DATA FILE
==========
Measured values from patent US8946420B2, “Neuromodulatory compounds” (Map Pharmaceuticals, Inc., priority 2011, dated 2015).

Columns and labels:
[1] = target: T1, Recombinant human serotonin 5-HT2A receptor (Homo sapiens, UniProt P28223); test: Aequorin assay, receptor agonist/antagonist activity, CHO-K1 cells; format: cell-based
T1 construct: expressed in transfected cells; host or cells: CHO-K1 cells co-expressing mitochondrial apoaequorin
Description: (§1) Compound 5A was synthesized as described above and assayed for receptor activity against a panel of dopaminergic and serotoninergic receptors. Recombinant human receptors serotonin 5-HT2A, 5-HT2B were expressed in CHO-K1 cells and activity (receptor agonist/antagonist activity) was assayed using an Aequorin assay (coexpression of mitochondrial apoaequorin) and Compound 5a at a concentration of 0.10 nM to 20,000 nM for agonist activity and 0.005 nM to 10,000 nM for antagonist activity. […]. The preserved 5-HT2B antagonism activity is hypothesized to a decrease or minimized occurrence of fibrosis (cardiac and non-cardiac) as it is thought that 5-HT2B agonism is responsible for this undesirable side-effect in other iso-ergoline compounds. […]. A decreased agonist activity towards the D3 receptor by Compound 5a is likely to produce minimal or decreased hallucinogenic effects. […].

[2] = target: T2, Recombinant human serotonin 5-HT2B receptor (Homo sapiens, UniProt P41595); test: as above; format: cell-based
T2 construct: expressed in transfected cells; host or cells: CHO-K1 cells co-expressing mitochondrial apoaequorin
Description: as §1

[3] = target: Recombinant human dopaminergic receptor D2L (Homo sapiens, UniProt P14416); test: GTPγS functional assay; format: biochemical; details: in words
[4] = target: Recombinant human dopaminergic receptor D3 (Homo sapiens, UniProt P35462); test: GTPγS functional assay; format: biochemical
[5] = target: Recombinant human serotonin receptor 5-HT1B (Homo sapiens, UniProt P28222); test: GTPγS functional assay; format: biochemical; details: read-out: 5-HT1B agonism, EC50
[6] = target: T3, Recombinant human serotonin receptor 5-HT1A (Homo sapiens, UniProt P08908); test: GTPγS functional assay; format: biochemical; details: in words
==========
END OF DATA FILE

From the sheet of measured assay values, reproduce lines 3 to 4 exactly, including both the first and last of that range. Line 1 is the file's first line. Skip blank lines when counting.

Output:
[1] = target: T1, Recombinant human serotonin 5-HT2A receptor (Homo sapiens, UniProt P28223); test: Aequorin assay, receptor agonist/antagonist activity, CHO-K1 cells; format: cell-based
T1 construct: expressed in transfected cells; host or cells: CHO-K1 cells co-expressing mitochondrial apoaequorin